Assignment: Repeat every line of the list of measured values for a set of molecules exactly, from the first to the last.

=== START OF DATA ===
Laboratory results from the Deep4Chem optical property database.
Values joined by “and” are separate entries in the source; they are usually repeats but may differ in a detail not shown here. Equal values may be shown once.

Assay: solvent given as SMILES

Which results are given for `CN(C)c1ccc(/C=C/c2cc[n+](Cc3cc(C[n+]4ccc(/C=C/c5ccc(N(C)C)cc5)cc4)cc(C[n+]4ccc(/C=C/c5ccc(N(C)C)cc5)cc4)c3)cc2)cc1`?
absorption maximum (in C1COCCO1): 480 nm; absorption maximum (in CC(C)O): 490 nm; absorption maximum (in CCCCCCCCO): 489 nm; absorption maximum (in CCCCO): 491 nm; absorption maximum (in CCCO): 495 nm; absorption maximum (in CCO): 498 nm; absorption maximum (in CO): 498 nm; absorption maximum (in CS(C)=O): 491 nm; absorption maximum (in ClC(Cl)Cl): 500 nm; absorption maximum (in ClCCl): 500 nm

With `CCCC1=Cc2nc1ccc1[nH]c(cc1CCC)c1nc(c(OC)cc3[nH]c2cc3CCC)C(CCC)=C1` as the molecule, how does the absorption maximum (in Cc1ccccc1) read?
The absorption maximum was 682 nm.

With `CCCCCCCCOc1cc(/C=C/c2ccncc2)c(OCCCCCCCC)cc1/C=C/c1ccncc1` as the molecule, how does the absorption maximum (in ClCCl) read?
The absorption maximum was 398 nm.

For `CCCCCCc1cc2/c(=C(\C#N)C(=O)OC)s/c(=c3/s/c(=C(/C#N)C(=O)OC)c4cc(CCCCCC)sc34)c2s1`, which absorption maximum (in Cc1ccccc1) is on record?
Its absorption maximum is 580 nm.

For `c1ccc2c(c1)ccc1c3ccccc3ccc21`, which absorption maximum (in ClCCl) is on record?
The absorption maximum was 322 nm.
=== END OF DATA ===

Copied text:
Laboratory results from the Deep4Chem optical property database.
Values joined by “and” are separate entries in the source; they are usually repeats but may differ in a detail not shown here. Equal values may be shown once.

Assay: solvent given as SMILES

Which results are given for `CN(C)c1ccc(/C=C/c2cc[n+](Cc3cc(C[n+]4ccc(/C=C/c5ccc(N(C)C)cc5)cc4)cc(C[n+]4ccc(/C=C/c5ccc(N(C)C)cc5)cc4)c3)cc2)cc1`?
absorption maximum (in C1COCCO1): 480 nm; absorption maximum (in CC(C)O): 490 nm; absorption maximum (in CCCCCCCCO): 489 nm; absorption maximum (in CCCCO): 491 nm; absorption maximum (in CCCO): 495 nm; absorption maximum (in CCO): 498 nm; absorption maximum (in CO): 498 nm; absorption maximum (in CS(C)=O): 491 nm; absorption maximum (in ClC(Cl)Cl): 500 nm; absorption maximum (in ClCCl): 500 nm

With `CCCC1=Cc2nc1ccc1[nH]c(cc1CCC)c1nc(c(OC)cc3[nH]c2cc3CCC)C(CCC)=C1` as the molecule, how does the absorption maximum (in Cc1ccccc1) read?
The absorption maximum was 682 nm.

With `CCCCCCCCOc1cc(/C=C/c2ccncc2)c(OCCCCCCCC)cc1/C=C/c1ccncc1` as the molecule, how does the absorption maximum (in ClCCl) read?
The absorption maximum was 398 nm.

For `CCCCCCc1cc2/c(=C(\C#N)C(=O)OC)s/c(=c3/s/c(=C(/C#N)C(=O)OC)c4cc(CCCCCC)sc34)c2s1`, which absorption maximum (in Cc1ccccc1) is on record?
Its absorption maximum is 580 nm.

For `c1ccc2c(c1)ccc1c3ccccc3ccc21`, which absorption maximum (in ClCCl) is on record?
The absorption maximum was 322 nm.